Fish Stock in Healthy State, Ready for Cautious Growth

The fish stock in Statian waters is in good shape, with the lobster, reef fish and conch populations all in a healthy state, according to the latest research. Based on a ten-year study up to 2020, preliminary trends suggest an increase, followed by stability, in the lobster population, researchers from the Wageningen Marine Research (WMR) in the Netherlands told Statian fishersmen at a meeting last week convened by the Agriculture and Veterinary Services Unit of the Directorate of Economics, Nature, and Infrastructure

The study also revealed that reef fish populations show no evidence of overharvesting and the conch population remains high, with an assessment indicating that controlled, limited export is sustainable. However, the most promising areas for expansion are in open sea species such as tuna, wahoo, and mahi-mahi, WMR researchers Owen Clements and Dr. Dolfi Debrot told the local fishers.

Despite their known seasonal abundance, little is currently known about these species, making this a valuable area of research to pursue, the researchers said, adding that data collection on catches is crucial for sound, science-based policy development. Therefore, WMR emphasized the urgent need for the Statia government to appoint a new data monitoring officer for fisheries catch monitoring. This critical role, funded by the Dutch Ministry of Agriculture, Nature and Food Quality, has been vacant for a year, leading to a complete disruption of data collection.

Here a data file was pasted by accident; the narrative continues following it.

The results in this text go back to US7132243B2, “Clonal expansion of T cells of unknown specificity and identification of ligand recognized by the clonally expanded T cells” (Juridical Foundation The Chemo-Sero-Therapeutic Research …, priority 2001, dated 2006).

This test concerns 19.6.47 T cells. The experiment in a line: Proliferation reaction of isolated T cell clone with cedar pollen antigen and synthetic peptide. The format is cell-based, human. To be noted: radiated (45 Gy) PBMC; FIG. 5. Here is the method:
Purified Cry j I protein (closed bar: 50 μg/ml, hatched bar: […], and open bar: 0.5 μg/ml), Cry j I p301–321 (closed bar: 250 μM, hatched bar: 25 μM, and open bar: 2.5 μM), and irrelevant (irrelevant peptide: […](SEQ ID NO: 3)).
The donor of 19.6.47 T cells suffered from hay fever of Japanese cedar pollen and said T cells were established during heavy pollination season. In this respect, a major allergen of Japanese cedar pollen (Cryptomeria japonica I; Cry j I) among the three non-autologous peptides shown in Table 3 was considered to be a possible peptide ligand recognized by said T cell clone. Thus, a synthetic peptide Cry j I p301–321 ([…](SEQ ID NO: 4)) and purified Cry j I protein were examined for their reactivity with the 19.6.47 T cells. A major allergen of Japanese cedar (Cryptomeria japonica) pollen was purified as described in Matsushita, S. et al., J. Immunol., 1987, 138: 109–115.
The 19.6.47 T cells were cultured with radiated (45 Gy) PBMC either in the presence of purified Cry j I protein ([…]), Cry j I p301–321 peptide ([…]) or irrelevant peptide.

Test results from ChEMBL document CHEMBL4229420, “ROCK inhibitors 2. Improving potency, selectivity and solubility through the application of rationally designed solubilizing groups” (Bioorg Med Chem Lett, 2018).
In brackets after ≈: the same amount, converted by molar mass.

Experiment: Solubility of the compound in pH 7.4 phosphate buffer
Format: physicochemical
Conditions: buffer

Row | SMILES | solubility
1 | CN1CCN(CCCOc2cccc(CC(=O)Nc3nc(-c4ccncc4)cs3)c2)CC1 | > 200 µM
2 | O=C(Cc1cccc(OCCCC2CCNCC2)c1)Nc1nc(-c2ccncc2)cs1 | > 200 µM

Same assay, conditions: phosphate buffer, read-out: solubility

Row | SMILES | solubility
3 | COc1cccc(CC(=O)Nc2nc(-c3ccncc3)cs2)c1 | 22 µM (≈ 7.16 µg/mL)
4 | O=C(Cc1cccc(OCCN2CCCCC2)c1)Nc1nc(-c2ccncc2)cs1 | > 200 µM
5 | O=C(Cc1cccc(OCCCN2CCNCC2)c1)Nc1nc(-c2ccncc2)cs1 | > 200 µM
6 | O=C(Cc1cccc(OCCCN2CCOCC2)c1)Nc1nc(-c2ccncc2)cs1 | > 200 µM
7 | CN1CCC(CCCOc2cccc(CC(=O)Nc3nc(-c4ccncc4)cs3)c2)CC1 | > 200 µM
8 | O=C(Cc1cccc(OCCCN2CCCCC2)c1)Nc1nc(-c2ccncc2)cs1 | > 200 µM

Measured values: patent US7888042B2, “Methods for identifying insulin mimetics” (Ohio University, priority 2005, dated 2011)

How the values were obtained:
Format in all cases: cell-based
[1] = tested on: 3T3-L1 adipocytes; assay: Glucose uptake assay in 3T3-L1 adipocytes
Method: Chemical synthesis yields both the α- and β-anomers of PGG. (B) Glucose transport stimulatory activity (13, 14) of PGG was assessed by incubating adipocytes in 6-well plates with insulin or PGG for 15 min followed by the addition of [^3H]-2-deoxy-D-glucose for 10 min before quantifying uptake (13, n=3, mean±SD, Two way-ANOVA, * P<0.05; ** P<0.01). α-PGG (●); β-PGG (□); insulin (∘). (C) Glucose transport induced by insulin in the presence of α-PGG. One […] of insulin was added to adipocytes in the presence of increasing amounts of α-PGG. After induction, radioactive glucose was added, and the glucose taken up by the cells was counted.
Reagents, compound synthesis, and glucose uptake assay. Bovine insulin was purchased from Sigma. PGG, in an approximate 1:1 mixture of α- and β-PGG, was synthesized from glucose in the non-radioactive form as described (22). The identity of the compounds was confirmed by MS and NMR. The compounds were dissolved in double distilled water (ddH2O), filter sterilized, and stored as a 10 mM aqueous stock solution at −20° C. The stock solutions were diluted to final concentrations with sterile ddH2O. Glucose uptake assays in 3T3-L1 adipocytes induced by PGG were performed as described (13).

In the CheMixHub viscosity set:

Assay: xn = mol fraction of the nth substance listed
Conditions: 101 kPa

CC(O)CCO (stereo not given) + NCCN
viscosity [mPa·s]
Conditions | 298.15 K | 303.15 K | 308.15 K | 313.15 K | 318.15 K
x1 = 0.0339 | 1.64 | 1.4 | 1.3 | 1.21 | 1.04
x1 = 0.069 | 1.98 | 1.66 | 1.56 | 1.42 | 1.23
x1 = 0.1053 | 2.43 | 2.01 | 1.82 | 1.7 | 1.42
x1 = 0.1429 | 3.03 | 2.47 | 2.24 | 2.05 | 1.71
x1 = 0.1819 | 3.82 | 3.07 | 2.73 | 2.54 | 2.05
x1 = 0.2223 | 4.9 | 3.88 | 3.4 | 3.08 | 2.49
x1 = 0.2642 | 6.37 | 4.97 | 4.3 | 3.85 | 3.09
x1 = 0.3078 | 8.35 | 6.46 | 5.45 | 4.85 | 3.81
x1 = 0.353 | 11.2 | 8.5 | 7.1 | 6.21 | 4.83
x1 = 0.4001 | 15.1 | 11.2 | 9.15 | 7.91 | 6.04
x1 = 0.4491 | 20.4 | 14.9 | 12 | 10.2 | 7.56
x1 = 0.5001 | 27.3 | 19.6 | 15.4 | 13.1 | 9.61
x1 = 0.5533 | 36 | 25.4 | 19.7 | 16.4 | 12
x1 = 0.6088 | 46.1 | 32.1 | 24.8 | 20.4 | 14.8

In support of sustainable fisheries policy development, the ministry in The Hague has been providing structural funding for applied fisheries research in the Caribbean Netherlands since 2010, and this year it increased its funding of the fisheries research, which is spearheaded by WMR.

At last week’s meeting, the fishermen, who are in the process of forming an association, raised the need for better enforcement of coastal ship channel usage, explaining that transport vessels veering off these channels often sever trap lines with their propellers, causing fishermen to lose their traps. In addition to the financial cost to the fishers, this also poses a lingering threat to fish which the lost traps continue to kill for a long time. The fishermen also proposed installing biodegradable panels on traps to allow fish to escape from unrecovered traps. Moreover, they voiced a need for improved local marketing since, currently, access to locally-caught fresh fish is limited and complicated. They are planning to establish a centralised location to allow for easy daily purchase of fresh fish by the public who currently buy frozen imported fish instead of local fish.

The Agriculture and Veterinary Services Unit agreed to address these issues collaboratively with the fishermen's association, with both the unit and WMR pledging closer cooperation with fishermen on various fisheries research and management topics.